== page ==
- Burkina Faso
- Cape Verde
- Central African Republic
- D.R. Congo
- Equatorial Guinea
- Guinea Bissau
- Ivory Coast
- São Tomé and Príncipe
- Sierra Leone
- South Africa
- South Sudan
Wednesday, November 07, 2007
Background on the largest U.S. military programs in Africa:
AFRICOM: Begun Oct. 1, it is expected to be fully operational within a year. Oversees U.S. military operations in 53 African nations — all the continent except Egypt. Previously, Africa was split among three U.S. commands. Staff of 200 due to grow to around 800. Expected to focus on training African militaries and providing logistic support to peacekeeping missions.
HORN OF AFRICA: Since 2002, about 1,800 U.S. military personnel have been at former French Foreign Legion base in eastern African nation of Djibouti. Mission has evolved from capturing and killing terrorists to training local military forces, providing aid to the needy and gathering intelligence. Program covers Djibouti, Ethiopia, Eritrea, Kenya, Sudan, Yemen, Seychelles and Somalia, where al-Qaida-liked terrorists are believed active. U.S. Navy intervened in waters off Somalia twice last week to help ships seized by pirates.
TRANS-SAHARA INITIATIVE: U.S. troops training armies in northern and western Africa in this $100 million-a-year program. Covers Algeria, Chad, Ghana, Mali, Mauritania, Morocco, Niger, Nigeria, Tunisia and Senegal, with focus on training local security forces to control borders and combat potential terror threats.
GULF OF GUINEA: Navy ships from Naples, Italy-based 6th Fleet patrol Gulf of Guinea, region on Africa's western coast that accounts for 17 percent of U.S. oil imports. Area stretches from Ivory Coast to Angola. U.S. naval presence rose from just a handful of days in 2004 to daily beginning this year. The U.S. naval presence in the Gulf of Guinea — measured by "ship days" — has increased more than 50 percent since last year, said Lt. Brian Badura, a spokesman for the 6th Fleet
A Navy cruiser, the USS Fort McHenry, self-sustaining, helicopter-equipped warship , arrived in Senegal's capital on Monday to begin a half-year training exercise for African naval forces around the Gulf of Guinea.
Africom's creation has provoked much skepticism on the continent that one of the most basic questions — where it will be located — remains unresolved. So far, only Liberia has publicly stated a willingness to host Africom . For now, Africom has just over 200 staff members, and is based in Stuttgart, Germany. Theresa Whelan, the deputy assistant secretary of defense for African affairs, estimates 80 percent of the command's eventual staff of around 800 will be based outside Africa.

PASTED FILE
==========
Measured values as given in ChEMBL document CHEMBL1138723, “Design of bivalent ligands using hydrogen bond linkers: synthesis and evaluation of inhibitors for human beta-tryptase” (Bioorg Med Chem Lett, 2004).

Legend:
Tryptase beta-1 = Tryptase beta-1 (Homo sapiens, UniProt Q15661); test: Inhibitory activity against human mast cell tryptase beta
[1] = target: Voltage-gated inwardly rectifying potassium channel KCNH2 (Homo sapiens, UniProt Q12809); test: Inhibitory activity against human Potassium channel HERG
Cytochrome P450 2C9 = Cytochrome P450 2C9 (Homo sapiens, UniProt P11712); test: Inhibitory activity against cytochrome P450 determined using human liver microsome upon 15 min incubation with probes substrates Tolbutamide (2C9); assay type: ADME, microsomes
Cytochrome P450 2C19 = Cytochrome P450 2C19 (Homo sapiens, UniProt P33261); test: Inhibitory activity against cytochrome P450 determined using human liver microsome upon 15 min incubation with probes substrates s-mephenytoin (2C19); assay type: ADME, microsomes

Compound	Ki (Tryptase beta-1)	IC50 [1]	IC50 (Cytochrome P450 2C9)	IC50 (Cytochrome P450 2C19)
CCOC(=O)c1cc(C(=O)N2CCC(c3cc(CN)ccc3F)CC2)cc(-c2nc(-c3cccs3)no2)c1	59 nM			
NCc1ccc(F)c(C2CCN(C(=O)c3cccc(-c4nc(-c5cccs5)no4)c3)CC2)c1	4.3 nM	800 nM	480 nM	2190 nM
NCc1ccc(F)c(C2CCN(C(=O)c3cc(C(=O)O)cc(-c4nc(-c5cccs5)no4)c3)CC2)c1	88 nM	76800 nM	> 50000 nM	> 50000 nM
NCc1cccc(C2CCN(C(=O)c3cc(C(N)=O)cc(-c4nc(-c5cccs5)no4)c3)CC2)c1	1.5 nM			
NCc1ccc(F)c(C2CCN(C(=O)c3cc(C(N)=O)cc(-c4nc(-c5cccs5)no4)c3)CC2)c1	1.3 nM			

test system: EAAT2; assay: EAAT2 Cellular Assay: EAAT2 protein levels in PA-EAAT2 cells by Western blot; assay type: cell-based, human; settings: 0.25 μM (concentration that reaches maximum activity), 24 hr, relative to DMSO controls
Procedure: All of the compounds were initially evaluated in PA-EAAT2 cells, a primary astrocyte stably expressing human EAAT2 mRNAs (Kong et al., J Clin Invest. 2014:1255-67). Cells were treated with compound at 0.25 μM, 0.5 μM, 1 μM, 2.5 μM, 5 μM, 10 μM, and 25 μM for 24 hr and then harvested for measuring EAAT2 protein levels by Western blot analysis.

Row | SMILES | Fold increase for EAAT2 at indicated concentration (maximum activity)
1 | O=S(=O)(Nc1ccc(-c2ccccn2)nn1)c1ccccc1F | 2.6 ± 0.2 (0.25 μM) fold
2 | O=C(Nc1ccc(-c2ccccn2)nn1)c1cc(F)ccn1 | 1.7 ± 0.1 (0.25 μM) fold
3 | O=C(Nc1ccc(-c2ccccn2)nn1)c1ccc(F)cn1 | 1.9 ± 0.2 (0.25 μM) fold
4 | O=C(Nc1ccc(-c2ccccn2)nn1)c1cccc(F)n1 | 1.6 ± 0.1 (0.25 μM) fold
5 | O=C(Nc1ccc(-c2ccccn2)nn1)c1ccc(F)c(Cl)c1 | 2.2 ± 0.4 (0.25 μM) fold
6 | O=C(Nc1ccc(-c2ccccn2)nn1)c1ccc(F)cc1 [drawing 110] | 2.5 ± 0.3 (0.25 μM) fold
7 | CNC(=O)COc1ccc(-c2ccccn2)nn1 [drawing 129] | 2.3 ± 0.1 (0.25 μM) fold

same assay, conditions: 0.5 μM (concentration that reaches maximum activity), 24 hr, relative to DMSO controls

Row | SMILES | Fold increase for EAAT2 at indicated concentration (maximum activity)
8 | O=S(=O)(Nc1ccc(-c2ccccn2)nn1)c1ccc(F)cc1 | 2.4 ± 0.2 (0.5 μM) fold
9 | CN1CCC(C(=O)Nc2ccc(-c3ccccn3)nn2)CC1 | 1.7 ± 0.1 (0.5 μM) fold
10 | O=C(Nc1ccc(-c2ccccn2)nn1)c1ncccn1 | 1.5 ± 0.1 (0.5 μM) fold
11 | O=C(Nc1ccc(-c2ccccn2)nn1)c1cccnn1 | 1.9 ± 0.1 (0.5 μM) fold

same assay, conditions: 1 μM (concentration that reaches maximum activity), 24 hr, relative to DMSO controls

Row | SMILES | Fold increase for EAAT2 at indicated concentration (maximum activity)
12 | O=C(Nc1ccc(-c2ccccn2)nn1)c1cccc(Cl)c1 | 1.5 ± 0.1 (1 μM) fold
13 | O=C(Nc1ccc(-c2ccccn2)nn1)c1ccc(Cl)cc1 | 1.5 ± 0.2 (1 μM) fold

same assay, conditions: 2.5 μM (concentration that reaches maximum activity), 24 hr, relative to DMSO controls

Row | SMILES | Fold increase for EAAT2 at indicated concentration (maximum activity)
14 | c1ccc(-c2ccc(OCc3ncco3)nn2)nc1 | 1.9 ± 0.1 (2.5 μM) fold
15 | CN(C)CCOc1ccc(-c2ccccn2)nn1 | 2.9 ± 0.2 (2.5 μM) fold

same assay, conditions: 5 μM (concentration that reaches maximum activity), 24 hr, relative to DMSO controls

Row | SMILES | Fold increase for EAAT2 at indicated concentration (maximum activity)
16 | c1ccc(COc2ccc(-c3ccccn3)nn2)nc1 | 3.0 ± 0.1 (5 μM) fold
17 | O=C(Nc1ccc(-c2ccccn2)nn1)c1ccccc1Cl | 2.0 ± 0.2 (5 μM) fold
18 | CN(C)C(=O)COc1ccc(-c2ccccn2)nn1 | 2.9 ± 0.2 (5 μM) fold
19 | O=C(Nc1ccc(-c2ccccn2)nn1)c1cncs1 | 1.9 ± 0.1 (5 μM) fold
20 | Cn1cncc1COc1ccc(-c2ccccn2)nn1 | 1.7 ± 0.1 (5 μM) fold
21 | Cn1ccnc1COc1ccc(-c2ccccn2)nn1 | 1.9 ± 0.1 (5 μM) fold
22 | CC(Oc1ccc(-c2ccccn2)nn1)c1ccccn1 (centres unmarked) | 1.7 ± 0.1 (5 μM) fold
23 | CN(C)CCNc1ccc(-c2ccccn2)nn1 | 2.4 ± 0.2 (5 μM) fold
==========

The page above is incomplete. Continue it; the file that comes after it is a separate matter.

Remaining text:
"Africans have a feeling Africom represents something more than what is being sold to them," said Wafula Okumu, an analyst at South Africa's Institute for Security Studies.
It is meant to protect America's competitive stake in African oil and other resources increasingly sought by rising powers like China and India. The continent has surpassed the Persian Gulf as the leading supplier of oil to the United States. U.S. officials concede America's strategic interests come first. Moeller said increasing security in the gulf is partly an issue of open markets. The U.S. wants to work with "African partners to make sure the resources that emanate from the continent are available to the global community," he said.
The U.S. military is already well-entrenched in Africa, spending around $250 million a year on military assistance programs, said J. Stephen Morrison, director of the Africa program at the Center for Strategic and International Studies in Washington.
Proponents of Africom talk about its possible humanitarian role , that provides for a a deputy commander who is a civilian responsible for overseeing civil-military affairs and coordinating with other U.S. government agencies. Yet observers such as Okumu at the Institute for Security Studies point out "Why should they be using the military to promote development when they already have institutions within the U.S. government that are better capable and more acceptable?"
Some officials at the U.S. Agency for International Development worry their humanitarian programs could be "stigmatized" by direct links with the military, which has melded aid programs with combat operations in Iraq and Afghanistan — wars unpopular in most of Africa.
The strategic importance of Africa and its natural resources means that Africa will now remain on the radar screen of the United States .